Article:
Bold Choices and Consequences

What do the following names have in common; Jimmy Carter, Hiroshima and Nagasaki, and Thamsanqa Jantjie? If your guess was biggest, baddest or most humiliating misinterpretation blunders, congratulations.

Jimmy Carter: You might be thinking, “Since when did the 39th President of the US get involved in interpretation?” Well, in a speech carried live on Polish national television on his first extended visit to the country, an American freelance interpreter hired by the State Department misrendered much of what the President said, so much so that he was replaced afterwards to prevent further embarrassment to the statesman. According to the interpreter, Mr Carter said “he wanted to know about the Polish peoples lusts for the future.” As if that wasn’t enough, according to the interpreter, he also said that “he was happy to grasp at Poland’s private parts.” But contrarily, Mr Carter never actually said that, what he did say though was that “he wanted to know about their desires for the future” (economically and politically) and that “he was happy to be in Poland.”

Hiroshima and Nagasaki: So what do these two historic cities have to do with interpretation blunders? Actually, besides having an atomic bomb dropped on it, they just happen to be the epicentre of a catastrophic mis-translation. After the Postdam Declaration issued on July 26, 1945, which was basically an ultimatum giving terms of surrender to Japan failing acceptance of which they would face “prompt and utter destruction.” Under pressure, the Japanese Premier, Kantaro Suzuki, released a statement using the word “Mokusatsu,” which has various meanings. The word was eventually translated as to “treat with silent contempt”. It is debatable whether this was an outright-mistranslation. Most believe that in this context, the actual meaning was a “no comment” as opposed to a rejection of the terms. Either way, we know what happened next.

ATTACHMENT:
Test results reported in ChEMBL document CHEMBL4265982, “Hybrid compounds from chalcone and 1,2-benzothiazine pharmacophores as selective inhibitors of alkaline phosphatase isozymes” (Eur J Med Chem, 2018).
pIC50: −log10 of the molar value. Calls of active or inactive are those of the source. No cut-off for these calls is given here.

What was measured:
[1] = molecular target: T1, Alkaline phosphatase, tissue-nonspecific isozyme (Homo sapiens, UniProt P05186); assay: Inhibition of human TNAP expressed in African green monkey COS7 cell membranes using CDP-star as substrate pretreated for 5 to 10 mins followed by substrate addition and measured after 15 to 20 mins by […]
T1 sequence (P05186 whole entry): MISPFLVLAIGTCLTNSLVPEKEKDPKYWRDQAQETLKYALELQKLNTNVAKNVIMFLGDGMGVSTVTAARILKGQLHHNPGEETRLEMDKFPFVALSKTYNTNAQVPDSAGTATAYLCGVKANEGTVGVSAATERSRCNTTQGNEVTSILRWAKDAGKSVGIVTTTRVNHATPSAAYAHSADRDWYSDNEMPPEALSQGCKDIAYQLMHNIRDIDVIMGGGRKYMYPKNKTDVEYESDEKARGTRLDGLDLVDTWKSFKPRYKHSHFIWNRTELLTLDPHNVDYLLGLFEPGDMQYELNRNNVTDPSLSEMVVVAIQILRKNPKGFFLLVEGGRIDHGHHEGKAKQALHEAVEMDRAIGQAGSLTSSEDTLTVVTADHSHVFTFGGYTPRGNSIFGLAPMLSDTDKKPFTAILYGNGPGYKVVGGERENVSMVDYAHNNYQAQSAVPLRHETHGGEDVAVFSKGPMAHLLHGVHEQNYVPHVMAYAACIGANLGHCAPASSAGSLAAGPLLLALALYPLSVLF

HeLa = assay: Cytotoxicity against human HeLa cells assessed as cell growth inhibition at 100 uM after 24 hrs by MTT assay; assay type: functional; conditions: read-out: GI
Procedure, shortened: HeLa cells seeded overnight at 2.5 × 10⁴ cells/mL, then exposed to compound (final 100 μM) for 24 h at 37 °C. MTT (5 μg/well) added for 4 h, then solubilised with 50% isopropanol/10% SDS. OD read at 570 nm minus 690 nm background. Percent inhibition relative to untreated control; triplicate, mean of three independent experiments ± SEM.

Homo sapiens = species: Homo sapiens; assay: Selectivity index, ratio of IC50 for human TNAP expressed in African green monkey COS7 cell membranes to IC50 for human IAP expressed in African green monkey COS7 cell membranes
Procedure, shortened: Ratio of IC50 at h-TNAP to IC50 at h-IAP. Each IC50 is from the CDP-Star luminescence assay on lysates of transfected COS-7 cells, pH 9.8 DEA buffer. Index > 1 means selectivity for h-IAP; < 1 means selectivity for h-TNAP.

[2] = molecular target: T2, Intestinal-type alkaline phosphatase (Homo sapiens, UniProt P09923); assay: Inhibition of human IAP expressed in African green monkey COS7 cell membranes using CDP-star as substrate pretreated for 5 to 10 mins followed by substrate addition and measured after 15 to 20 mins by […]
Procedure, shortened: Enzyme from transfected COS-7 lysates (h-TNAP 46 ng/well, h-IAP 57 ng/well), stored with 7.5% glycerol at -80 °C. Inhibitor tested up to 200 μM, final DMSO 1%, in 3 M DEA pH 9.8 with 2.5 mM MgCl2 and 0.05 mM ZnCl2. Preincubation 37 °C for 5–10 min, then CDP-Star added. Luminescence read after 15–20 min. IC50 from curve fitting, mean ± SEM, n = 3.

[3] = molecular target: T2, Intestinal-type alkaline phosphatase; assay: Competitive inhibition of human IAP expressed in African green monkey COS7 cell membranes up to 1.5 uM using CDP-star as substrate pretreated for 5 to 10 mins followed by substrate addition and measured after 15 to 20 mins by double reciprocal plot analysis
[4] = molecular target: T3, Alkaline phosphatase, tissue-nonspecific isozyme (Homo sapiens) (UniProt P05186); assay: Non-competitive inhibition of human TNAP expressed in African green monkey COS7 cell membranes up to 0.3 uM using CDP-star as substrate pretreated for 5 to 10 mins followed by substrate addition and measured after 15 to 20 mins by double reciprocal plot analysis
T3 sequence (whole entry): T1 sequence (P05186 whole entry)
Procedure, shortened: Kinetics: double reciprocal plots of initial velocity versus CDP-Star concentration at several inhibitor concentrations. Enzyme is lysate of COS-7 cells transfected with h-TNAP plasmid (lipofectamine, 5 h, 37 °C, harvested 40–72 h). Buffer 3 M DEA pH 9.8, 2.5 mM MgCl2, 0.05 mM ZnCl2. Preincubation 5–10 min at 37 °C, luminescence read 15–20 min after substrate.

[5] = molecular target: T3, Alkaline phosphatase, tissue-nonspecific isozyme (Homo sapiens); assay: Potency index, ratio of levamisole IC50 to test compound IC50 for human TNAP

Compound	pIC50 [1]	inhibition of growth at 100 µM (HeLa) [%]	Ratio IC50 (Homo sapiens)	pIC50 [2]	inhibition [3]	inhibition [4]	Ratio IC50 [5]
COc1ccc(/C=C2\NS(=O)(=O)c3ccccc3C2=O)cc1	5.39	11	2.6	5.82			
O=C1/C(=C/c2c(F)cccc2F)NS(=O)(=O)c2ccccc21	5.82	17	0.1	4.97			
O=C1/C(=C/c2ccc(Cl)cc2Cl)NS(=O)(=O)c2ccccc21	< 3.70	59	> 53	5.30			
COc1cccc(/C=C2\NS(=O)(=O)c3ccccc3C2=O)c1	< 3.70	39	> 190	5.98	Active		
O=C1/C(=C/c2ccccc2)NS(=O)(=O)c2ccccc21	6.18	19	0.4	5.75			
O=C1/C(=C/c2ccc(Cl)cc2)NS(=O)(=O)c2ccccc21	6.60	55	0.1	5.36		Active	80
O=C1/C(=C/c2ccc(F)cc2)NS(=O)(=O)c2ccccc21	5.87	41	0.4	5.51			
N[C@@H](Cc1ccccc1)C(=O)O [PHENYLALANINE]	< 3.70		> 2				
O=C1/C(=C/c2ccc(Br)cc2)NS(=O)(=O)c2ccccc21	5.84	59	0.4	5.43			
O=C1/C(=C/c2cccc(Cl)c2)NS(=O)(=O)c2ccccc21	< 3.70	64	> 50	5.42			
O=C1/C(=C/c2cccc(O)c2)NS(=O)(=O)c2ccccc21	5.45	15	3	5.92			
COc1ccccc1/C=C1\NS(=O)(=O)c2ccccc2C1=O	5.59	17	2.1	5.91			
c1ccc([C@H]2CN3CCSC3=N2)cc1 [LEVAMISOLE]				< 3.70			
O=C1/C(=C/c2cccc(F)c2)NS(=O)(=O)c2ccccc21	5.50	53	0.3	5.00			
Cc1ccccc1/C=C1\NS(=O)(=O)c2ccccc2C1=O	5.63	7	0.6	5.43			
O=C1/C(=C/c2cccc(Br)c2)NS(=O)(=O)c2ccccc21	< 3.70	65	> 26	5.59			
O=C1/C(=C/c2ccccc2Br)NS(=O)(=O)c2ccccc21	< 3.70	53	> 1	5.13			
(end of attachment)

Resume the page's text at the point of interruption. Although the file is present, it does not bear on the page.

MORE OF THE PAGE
Thamsanqa Jantjie: And then there was the South African sign language interpreter who single-handedly (literally) changed the game for interpretation or lack thereof. Mr Jantjie acted as a sign-language interpreter at the memorial service of Former South African President Nelson Mandela. The memorial was televised to an international audience and had in attendance, a number of dignitaries and statesman, including former US President Barak Obama. Mr Jantjie was soon after admitted to a psychiatric hospital after claiming he had suffered a schizophrenic episode during the interpretation where he claims to have seen angels. None of his interpretations were accurate during the memorial at which he joined strings of random signs referencing prancing horses, sharing cigarettes, greetings and circles amongst other incoherent gibberish.

The commonalities in the above have to do with more than just the interpretation blunders, but their consequences. Can you, your company, law firm or department survive such a blunder? There are countless examples of litigation claims against pharmaceutical companies, hospitals and others who took shortcuts by hiring unqualified interpreters. The damages caused by interpretation blunders in these circumstances aren’t just monetary. No one wants to be responsible for loss of life due to incorrectly treating a patient’s condition as a result of a  bad interpretation. There are companies who offer interpretation services, most of them do a good job. And it remains the responsibility of customers to do their research to identify a company that will offer the best service.

ITC has been in the language services industry for over 45 years. We work with over 23,000 professional interpreters covering any conference, meeting or event in the world. Whether your requirement is a personal, sentence-by-sentence solution or real-time interpreting at a large venue, our well-versed interpreters are capable of effectively conveying the dialogue quickly and accurately. So the next time you need an interpreter, talk to us.

Matthew Mokoena

By Matthew Mokoena | February 27, 2018 | Categories: ITC | No Comments

About the Author: Matthew Mokoena